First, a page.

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Resources for exploring Northamptonshire’s past
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Every town and village has its legends. There's haunted houses, scenes of gruesome crimes and sites of saucy scandals. If you know such a story, tell us - we could share it in our Blog. Often (but sometimes not) there is a foundation for these tales in real events but it can be hard to know how how deep the facts are buried under the layers of fantasy.

There is fun in fiction and nothing wrong with tall tales but it is a different matter when supposition or, worse, deliberate deception, is presented as reliable fact.

Wellingborough Castle - not! Wellingborough Castle - not!

For example, there is an area of Wellingborough known as "The Castle" which includes the Castle Theatre, Castle Lane, Castle Road, Castle Street, Castle Fields and so on. There are people alive today who believe that a stone-built fortress stood near to where Wellingborough Fire station is now; they were told so by their teachers who had seen this drawing of it. We can be quite sure, though, that this is not Wellingborough Castle.

Mackworth Castle

The sketch is very obviously copied by some Victorian romanticist from an earlier drawing of the gatehouse to Mackworth Castle in Derbyshire! It's a blatant case of someone manufacturing false support for a rumour or assumption.

At the moment, there is no clear explanation for the designation. It might be from a farmer's family name. However, this being solid, defensible ground above the river's floodplain, like so many other "castles" around the country, it may have been the site of an ancient settlement, fortified with a wooden palisade. If so, the name ties modern Wellingborough directly to prehistory.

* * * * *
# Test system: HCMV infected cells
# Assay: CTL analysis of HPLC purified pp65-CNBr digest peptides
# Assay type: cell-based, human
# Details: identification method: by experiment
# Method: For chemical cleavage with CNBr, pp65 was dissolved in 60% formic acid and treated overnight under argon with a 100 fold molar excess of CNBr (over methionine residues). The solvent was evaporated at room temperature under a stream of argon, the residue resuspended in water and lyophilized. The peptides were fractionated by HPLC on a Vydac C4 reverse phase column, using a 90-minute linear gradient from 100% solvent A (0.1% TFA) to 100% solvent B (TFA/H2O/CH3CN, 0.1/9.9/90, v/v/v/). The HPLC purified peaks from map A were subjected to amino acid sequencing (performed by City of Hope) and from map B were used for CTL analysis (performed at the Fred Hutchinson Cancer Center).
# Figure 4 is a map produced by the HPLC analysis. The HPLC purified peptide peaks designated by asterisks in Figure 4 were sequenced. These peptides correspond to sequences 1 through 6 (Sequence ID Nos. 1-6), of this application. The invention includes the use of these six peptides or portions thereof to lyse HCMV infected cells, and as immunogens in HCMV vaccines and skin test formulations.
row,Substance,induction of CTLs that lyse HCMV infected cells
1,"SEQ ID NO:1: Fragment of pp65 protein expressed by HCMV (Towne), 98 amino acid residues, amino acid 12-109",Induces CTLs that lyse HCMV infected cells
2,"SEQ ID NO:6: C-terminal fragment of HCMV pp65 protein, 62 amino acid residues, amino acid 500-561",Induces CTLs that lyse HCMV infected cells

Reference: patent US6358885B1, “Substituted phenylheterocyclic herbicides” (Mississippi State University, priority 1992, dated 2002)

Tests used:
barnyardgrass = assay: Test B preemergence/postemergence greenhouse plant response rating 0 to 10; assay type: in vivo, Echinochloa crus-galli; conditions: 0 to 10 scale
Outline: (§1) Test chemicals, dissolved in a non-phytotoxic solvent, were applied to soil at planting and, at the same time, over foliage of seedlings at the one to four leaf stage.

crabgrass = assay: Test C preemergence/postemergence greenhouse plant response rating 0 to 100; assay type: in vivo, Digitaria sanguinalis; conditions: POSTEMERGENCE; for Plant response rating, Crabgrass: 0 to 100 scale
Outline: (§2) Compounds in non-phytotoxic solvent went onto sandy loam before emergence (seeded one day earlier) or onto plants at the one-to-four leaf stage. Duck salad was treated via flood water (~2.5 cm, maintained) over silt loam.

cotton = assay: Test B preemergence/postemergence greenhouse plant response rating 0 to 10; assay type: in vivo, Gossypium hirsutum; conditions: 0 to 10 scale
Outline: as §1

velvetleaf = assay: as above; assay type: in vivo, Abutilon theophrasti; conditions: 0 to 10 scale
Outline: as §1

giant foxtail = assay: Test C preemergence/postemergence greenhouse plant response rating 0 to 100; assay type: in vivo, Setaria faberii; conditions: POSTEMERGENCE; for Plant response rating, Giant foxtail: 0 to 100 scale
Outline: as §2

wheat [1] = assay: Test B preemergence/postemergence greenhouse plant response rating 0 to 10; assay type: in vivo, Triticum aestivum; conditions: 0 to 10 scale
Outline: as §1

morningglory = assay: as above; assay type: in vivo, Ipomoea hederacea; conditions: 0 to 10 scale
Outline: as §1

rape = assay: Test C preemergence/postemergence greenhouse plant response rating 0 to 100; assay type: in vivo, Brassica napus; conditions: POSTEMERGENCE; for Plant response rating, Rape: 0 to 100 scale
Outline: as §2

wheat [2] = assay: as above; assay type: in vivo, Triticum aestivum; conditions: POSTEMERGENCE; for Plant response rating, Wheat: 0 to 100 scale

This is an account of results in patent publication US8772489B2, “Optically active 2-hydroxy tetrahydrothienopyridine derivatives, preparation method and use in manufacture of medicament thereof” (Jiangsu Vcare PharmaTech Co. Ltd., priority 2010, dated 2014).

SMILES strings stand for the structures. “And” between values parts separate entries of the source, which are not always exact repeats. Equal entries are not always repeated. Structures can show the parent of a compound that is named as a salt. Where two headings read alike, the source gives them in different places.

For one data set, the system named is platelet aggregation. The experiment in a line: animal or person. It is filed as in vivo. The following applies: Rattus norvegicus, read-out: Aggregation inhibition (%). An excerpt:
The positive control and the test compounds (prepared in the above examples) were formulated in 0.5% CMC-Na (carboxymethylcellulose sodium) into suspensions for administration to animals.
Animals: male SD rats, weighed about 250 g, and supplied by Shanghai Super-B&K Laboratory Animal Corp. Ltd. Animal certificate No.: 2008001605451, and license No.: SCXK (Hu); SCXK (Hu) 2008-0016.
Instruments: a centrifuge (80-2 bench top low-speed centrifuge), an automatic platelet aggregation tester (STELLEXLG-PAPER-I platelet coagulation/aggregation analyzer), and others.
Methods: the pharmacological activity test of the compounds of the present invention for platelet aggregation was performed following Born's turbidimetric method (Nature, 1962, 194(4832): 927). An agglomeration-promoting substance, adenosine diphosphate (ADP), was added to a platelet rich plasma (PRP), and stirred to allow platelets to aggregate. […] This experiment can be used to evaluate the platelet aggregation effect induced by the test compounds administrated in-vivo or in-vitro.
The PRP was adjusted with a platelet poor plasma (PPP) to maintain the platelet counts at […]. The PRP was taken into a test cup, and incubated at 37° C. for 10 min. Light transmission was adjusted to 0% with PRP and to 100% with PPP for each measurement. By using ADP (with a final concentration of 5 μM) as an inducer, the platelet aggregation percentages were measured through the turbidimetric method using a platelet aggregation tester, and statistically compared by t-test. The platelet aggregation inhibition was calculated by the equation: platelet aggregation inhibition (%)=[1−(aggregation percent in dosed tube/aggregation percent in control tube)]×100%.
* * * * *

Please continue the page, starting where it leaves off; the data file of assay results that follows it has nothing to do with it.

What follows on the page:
Mackworth Castle

The sketch is very obviously copied by some Victorian romanticist from an earlier drawing of the gatehouse to Mackworth Castle in Derbyshire! It's a blatant case of someone manufacturing false support for a rumour or assumption.

At the moment, there is no clear explanation for the designation. It might be from a farmer's family name. However, this being solid, defensible ground above the river's floodplain, like so many other "castles" around the country, it may have been the site of an ancient settlement, fortified with a wooden palisade. If so, the name ties modern Wellingborough directly to prehistory.

So where can we find reliable information about Northamptonshire's past?

Don't dismiss Google and Wikipedia and so on out of hand. As a starting point for research they are invaluable. But anything you find from open and publicly edited sources should be treated as a "lead" to be checked and verified carefully.

Enjoy Northamptonshire's Heritage is part of the Northamptonshire County Council website. It offers the opportunity to "Learn about Northamptonshire's rich and varied history."

Archives, heritage and history is an introduction the Northamptonshire County Council's Records Office.

A History of the County of Northampton at British History Online is a wonderful and scholarly, but accessible resource. Originally part of the Victoria County History (1930), it has a section for each parish and pages on such topics as Trades, Churches and more.

Try searching Google for History of Northamptonshire. We can't endorse any of the groups or privately run pages you will find there but it's worth checking them out. Of special note is the list of Local History Societies

1810 Map of Northamptonshire 1810 Map of Northamptonshire

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